EGG HUNTS: Here’s the West Seattle lineup so far

(WSB photo from 2022 Delridge Community Center egg hunt)

This spring’s lineup of egg hunts in West Seattle starts this weekend. Here’s a quick look at what we have so far:

MARCH 25: The West Seattle Church of Jesus Christ of Latter-day Saints(4001 44th SW) invites kids from throughout the community, 10-11:30 am; event includes egg hunt and cookie decorating.

-The first city-presented egg hunt in our area, at South Park Community Center (8319 8th Ave. S.), 10 am.
Fauntleroy Community Association Egg Hunt, 1-4 pm at Fauntleroy Schoolhouse (9131 California SW).

APRIL 8: This is the big date.
Delridge Community Center (4501 Delridge Way SW), 10 am
Eastridge Church at Lincoln Park (8011 Fauntleroy Way SW, south meadow), 10 am
High Point Community Center (6920 34th SW), 10:30 am
Ounces Beer Garden (3809 Delridge Way SW), 3 pm

APRIL 9: If you’re attending an Easter Sunday service, check with your church – several hold them in conjunction with services.

Are we missing any? Email info to – thank you!

Fauntleroy Community Association Food Fest and more for your West Seattle Tuesday

(Monday afternoon’s rainbow, photographed by Jerry Simmons)

Here are the highlights of what’s happening in the hours ahead, mostly from the WSB West Seattle Event Calendar:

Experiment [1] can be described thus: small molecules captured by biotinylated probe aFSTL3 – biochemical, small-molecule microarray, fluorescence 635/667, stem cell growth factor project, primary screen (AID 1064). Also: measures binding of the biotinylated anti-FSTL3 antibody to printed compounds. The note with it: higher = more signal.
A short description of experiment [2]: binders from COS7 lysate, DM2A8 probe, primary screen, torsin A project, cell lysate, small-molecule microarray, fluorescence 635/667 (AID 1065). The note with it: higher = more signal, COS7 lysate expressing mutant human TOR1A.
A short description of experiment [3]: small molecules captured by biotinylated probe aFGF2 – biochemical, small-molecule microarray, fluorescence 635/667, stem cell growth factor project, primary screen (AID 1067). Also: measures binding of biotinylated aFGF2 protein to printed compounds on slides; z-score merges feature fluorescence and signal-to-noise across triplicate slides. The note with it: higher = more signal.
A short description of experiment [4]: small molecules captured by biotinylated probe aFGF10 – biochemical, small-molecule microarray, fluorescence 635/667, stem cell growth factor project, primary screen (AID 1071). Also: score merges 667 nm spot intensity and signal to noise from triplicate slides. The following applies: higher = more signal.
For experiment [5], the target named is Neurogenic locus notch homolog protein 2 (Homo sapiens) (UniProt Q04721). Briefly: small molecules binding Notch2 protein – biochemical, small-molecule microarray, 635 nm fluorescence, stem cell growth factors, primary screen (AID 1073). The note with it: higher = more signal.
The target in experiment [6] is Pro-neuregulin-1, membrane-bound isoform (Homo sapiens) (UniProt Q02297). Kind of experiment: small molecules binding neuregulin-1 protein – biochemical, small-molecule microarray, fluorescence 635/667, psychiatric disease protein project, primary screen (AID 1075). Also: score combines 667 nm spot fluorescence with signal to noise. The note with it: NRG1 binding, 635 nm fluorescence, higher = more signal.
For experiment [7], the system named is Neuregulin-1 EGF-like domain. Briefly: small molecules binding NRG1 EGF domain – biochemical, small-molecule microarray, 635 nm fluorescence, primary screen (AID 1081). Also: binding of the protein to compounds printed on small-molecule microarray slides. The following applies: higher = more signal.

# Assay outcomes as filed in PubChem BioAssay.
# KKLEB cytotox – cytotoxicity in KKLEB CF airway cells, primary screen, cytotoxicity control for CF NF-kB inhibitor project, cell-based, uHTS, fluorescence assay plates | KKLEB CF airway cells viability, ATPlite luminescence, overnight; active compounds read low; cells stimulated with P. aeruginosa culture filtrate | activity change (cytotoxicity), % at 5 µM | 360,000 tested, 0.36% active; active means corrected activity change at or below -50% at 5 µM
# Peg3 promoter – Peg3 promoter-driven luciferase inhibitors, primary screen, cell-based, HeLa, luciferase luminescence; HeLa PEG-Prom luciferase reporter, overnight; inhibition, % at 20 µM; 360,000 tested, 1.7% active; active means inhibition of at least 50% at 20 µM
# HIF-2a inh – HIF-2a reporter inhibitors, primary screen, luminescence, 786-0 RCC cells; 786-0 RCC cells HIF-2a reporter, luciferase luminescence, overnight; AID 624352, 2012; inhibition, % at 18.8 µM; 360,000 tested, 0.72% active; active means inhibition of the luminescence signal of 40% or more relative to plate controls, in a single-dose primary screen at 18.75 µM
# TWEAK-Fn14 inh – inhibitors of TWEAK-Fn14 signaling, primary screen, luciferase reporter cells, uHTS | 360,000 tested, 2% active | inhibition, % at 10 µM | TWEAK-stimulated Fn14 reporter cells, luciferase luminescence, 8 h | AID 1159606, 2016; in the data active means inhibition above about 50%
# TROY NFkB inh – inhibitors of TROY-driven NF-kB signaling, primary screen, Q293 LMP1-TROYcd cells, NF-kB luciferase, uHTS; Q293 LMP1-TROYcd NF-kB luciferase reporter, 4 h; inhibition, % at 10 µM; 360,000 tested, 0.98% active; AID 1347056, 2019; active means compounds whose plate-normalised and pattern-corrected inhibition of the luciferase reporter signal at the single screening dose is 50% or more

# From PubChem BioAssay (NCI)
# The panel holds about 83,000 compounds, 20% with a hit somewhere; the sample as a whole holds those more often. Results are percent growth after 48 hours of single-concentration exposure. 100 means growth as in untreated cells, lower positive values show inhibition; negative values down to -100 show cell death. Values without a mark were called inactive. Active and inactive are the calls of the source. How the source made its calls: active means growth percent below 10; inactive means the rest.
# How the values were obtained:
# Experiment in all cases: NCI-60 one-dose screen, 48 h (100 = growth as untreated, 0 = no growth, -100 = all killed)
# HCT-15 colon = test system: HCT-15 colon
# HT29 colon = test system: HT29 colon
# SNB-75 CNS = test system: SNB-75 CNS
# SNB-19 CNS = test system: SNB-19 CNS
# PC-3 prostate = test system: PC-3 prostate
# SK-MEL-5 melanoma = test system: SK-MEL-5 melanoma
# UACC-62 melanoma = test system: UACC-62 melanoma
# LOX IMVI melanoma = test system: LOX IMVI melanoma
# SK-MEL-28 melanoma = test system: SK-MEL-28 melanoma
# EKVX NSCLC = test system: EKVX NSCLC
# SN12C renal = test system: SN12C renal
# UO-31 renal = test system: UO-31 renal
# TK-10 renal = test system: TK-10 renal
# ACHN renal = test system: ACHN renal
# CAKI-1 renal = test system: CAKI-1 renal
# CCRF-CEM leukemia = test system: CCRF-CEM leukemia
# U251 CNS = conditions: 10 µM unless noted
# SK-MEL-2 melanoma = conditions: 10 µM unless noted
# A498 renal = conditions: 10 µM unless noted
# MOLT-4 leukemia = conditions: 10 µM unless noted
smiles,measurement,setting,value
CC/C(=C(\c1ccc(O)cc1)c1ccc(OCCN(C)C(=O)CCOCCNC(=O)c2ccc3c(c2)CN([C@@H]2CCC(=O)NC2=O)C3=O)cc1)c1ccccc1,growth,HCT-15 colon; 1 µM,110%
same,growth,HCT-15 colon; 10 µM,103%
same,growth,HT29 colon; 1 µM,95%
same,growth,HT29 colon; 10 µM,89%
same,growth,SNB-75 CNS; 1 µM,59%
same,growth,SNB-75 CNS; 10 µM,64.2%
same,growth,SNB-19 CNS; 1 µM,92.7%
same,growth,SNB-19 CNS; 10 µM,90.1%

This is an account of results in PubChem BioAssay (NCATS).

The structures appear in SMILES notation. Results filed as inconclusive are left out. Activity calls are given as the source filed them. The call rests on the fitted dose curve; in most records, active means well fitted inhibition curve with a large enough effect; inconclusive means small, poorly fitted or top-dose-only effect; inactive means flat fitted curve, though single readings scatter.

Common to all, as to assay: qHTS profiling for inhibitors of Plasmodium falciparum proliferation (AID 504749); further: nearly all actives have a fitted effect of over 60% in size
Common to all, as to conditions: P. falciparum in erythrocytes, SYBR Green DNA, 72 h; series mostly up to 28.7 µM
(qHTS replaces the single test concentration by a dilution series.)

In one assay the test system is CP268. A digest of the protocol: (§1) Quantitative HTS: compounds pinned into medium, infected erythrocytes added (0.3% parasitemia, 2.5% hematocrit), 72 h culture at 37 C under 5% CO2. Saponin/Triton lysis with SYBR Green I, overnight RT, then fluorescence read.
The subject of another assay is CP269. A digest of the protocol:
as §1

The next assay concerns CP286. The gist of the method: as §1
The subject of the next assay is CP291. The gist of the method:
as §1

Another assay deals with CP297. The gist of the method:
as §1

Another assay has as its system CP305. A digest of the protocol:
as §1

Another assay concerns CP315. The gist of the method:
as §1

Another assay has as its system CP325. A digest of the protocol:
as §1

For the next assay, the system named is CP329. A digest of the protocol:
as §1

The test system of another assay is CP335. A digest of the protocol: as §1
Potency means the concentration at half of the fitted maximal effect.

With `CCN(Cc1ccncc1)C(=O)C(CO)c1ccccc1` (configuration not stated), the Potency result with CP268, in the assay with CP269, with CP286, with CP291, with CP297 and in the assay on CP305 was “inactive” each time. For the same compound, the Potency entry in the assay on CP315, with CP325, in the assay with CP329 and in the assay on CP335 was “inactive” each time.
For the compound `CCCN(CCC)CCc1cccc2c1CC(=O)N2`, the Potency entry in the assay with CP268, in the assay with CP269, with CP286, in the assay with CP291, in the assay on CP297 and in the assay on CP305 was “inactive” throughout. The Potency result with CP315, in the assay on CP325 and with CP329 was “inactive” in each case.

BRIDGE AUDIT: The City Council’s Transportation and Public Utilities Committee will get an update on the audit of Seattle bridges during its 9:30 am meeting, viewable via Seattle Channel. Here’s the agenda.

SPRING PLANT SWAP: All week. “Bring plants to swap or repot, pots to fill or trade, seeds to share,” noon-3 pm daily at Nepenthe (9447 35th SW) – details in our calendar listing.

CHESS CLUB: Tuesdays 1:30-3 pm at the Senior Center of West Seattle (4217 SW Oregon): “Are you looking for a new activity to keep your brain sharp and clear? The Senior Center Chess Club welcomes both novice and experienced players. Join us at 1:30 p.m. for lessons, short tutorials and chess for all levels of expertise. For more information, contact Conwell:”

CITY COUNCIL: 2 pm this afternoon, it’s the full council’s weekly meeting, online or at City Hall (600 4th Ave.). See the agenda here; the meeting is viewable via Seattle Channel.

FREE INDOOR PLAYSPACE: Toddler Gym weekday afternoons at the Salvation Army Center (9050 16th SW), ages 2-6, 3:30-5 pm.

DEMONSTRATION FOR BLACK LIVES: Long-running weekly sign-waving demonstration at 16th/Holden. 5-6 pm. Signs available if you don’t have your own.

FAUNTLEROY COMMUNITY ASSOCIATION FOOD FEST: It’s the FCA’s annual general meeting with bites from local businesses and more, including info-tables from local organizations – drop in at The Hall at Fauntleroy (9131 California SW) between 6 and 8 pm.

FREE CONCERT: First of two spring concerts this week by the West Seattle Community Orchestras at Chief Sealth International High School (2600 SW Thistle), 6 pm, free admission.

SCRABBLE NIGHT: 6-10 pm, you can play Scrabble at The Missing Piece (9456 35th SW).